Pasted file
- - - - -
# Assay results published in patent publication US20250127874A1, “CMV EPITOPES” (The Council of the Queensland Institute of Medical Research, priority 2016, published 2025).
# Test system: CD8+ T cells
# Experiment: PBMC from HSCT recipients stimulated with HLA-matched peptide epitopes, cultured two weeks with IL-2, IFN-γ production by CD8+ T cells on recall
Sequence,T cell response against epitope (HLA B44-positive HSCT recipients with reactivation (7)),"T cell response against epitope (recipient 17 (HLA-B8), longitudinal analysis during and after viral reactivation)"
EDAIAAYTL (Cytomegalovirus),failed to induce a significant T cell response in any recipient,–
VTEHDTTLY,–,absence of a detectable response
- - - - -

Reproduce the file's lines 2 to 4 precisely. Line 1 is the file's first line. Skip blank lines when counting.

# Test system: CD8+ T cells
# Experiment: PBMC from HSCT recipients stimulated with HLA-matched peptide epitopes, cultured two weeks with IL-2, IFN-γ production by CD8+ T cells on recall
Sequence,T cell response against epitope (HLA B44-positive HSCT recipients with reactivation (7)),"T cell response against epitope (recipient 17 (HLA-B8), longitudinal analysis during and after viral reactivation)"